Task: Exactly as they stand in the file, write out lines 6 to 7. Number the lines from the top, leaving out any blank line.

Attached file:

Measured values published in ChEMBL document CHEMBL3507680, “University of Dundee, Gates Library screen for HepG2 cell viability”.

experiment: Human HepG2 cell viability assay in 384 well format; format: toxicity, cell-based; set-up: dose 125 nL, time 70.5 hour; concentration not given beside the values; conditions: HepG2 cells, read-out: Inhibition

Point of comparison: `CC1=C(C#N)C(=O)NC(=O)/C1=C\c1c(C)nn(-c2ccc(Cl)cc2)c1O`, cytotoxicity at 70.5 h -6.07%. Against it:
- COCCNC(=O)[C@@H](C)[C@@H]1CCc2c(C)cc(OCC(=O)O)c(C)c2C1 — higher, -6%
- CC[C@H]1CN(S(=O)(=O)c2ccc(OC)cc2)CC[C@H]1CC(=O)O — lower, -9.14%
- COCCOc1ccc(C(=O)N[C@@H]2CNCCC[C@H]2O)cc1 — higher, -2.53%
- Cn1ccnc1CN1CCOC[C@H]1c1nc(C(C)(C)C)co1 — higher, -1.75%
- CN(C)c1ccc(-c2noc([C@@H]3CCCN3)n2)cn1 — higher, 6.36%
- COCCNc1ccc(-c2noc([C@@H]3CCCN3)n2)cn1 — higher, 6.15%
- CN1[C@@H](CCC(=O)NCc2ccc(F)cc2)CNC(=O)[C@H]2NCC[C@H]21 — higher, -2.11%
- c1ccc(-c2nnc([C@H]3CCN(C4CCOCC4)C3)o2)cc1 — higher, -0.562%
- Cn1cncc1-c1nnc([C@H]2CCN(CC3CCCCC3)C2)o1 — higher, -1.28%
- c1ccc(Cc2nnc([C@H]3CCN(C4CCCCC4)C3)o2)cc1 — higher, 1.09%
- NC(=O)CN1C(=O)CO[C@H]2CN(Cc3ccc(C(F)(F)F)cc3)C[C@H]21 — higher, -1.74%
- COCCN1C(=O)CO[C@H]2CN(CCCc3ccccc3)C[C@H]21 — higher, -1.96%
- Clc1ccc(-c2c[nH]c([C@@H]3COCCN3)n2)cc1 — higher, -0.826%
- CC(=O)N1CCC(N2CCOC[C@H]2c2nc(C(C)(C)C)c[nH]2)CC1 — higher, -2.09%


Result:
- COCCOc1ccc(C(=O)N[C@@H]2CNCCC[C@H]2O)cc1 — higher, -2.53%
- Cn1ccnc1CN1CCOC[C@H]1c1nc(C(C)(C)C)co1 — higher, -1.75%